I had a short conversation with the cooperating teacher I'm student teaching with yesterday. It went a little like this:
Her: I know you're looking to go into Montessori, but the reality for me, as a public school teacher, is that I have to get these guys ready for the state test in March. I HAVE to. It's my job.
Me: I know. I know that's reality, and while I'm student teaching here, that's my job, too.
Her: *sigh* I wish I could go back to how I taught when I was teaching fifth grade, which was thematically. When I taught thematically, I could encompass ALL of the subjects, and the students were naturally more engaged because they were earnestly interested.
Me: But you won't be able to teach that way now, anyway, because the district has adopted math and reading programs.
Her: ... You're right. *gets up*
*ten minutes later*
Her: You're right. I wouldn't be able to teach that way anymore. It sucks. *sigh*
She had obviously been thinking about it after our conversation ended.
Today, a friend linked me to this article about play based learning. Reading it, I knew that my heart firmly agreed. To requote from the article's source, Scientific American,
"...parents might be surprised to learn that “just playing” is in fact what nearly all developmental psychologists, neuroscientists and education experts recommend for children up to age seven as the best way to nurture kids’ development and ready them for academic success later in life. Decades of research have demonstrated that their innate curiosity leads them to develop their social, emotional and physical skills independently, through exploration—that is, through play."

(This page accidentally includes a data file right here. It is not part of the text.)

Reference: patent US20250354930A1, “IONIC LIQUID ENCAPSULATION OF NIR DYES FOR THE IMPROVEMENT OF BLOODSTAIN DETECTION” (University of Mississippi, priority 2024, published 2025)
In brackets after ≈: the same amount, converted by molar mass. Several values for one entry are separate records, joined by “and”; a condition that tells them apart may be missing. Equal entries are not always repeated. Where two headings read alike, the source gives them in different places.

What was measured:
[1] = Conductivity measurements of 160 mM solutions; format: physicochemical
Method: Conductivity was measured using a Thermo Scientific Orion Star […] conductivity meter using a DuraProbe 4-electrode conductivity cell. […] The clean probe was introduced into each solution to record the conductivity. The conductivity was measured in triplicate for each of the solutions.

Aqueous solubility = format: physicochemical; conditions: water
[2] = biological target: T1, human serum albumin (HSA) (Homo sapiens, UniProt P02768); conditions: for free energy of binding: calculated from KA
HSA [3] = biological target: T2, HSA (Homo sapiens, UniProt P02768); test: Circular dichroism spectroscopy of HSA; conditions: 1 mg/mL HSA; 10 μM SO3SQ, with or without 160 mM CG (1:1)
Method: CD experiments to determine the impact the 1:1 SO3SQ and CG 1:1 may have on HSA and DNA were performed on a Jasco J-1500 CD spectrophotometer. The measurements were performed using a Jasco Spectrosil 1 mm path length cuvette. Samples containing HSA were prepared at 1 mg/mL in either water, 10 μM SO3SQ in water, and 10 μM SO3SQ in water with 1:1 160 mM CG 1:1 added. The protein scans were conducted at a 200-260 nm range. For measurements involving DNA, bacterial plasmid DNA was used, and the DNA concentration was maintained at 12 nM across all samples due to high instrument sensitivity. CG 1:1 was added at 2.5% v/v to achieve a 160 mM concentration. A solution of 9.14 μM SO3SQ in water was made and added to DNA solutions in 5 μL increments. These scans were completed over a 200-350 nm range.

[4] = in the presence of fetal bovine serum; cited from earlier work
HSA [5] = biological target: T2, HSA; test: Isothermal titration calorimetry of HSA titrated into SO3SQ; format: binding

So why am I doing this to myself? Why am I jumping through all of the hoops that are a bachelor's degree in education when I'm doing my own research online and it's telling me not to structure the lives of small children with "school"?
The semester is over in two weeks, and obviously I'm more than a little stressed about all of the work that's required to be finished.
But aside from that, the question still remains. Why am I getting my bachelor's in education, anyway?
I'm passionate about teaching children, but honestly I feel deep down that my real life's mission will be raising my own children one day.
Because, first of all, I need to show others (including future parents and employers as well as those involved at the Montessori training school) that I am capable of diligent, professional research, reflection, and self-growth. Sure, I can tell them that verbally, even show them research I've done, say, on this blog. But in today's society, the only thing that really gets the message across, unfortunately, is a degree.
Second, because it IS teaching me. It's teaching me the WRONG way to go about education. A good way to know that I'm teaching the way I want to be teaching is by knowing that I'm NOT doing something I don't want to be doing. Plus, all of the experience is certainly good for me.
So, as stressed as I am, as much as I may feel that what I'm being asked to do is asinine and counter intuitive, I really just need to hold out a little longer. Graduation is in six months.